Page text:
Another aspect of FasTracks that should be scrapped is the $106 million bus rapid-transit line on the Boulder Turnpike. (That cost figure is for BRT stations only. RTD expects the state to pay an additional $112.3 million for HOV lanes along the route.) 
BRT is a special lane of highway that buses would run on at a high speed. Similar busways in other parts of the country have failed to attract large numbers of riders and had a higher operating cost than light rail. To make matters worse, this bus rapid-transit line will largely duplicate RTD's proposed $309.6 million diesel rail-car line to Boulder along the old Santa Fe-Burlington Northern railroad tracks.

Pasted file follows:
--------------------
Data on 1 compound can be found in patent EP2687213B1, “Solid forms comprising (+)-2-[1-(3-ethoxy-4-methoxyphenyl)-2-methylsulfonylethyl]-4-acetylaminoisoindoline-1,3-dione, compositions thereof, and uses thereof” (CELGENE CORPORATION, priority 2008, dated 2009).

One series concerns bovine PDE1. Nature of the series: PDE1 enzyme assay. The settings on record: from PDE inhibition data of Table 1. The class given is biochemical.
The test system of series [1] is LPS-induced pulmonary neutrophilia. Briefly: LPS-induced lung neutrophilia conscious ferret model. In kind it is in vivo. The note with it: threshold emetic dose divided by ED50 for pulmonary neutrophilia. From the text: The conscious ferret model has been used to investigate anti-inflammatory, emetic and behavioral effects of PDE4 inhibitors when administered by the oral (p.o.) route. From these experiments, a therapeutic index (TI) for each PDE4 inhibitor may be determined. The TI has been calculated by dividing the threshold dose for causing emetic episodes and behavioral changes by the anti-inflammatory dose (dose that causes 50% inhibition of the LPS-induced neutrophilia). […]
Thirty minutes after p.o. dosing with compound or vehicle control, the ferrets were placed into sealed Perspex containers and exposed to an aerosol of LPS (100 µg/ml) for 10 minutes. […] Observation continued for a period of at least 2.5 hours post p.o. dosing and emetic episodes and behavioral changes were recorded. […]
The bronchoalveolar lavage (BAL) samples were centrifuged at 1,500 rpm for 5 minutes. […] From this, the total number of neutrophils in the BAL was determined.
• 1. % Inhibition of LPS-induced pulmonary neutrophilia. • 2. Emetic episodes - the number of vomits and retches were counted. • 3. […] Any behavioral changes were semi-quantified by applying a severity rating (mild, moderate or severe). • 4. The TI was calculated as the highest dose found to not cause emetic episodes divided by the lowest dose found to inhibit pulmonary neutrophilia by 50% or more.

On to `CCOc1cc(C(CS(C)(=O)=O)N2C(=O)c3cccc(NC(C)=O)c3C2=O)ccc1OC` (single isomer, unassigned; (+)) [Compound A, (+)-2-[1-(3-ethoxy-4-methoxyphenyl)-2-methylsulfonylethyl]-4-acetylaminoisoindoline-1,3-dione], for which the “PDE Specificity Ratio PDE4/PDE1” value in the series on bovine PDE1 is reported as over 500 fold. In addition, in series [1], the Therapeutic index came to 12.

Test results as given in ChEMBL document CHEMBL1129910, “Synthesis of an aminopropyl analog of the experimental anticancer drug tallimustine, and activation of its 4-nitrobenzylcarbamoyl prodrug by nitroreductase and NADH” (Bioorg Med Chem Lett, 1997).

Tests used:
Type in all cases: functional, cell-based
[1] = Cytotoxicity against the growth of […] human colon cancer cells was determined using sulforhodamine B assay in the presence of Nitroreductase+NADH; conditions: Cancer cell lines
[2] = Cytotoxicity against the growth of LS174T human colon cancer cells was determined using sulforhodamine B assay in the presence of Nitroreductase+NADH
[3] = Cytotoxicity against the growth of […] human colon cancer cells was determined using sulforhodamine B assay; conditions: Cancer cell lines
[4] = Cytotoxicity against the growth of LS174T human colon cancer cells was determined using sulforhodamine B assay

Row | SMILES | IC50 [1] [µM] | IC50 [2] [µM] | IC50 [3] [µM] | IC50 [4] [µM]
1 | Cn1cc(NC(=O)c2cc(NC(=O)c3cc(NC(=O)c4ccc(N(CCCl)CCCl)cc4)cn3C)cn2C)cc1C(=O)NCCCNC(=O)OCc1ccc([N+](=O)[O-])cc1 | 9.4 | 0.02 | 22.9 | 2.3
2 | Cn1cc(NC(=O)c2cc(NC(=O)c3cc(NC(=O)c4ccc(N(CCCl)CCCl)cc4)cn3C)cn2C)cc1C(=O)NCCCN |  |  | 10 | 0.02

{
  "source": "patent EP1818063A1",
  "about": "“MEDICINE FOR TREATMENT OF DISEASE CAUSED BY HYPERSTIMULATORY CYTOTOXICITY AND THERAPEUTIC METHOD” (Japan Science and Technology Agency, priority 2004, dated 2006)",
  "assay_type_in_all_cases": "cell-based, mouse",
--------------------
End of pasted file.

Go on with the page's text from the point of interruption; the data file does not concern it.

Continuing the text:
Why should there be two expensive transit lines running to the same destination when other parts of the metro area aren't getting any transit service at all? 
A better solution would be to spend all of this money on one light-rail line running up the center of the Boulder Turnpike to the University of Colorado campus in downtown Boulder. This would greatly reduce maintenance costs, because there would be only one system to maintain. It also would increase the speed and capacity of the transit system, which means people would be more likely to use it. 
A train can haul as many people as several buses, eliminating the need for several bus drivers. Since the light-rail line could be connected to other light-rail lines in Denver, trains connecting Boulder with the Tech Center, Highlands Ranch, Aurora, DIA and other destinations would be possible, which would increase ridership.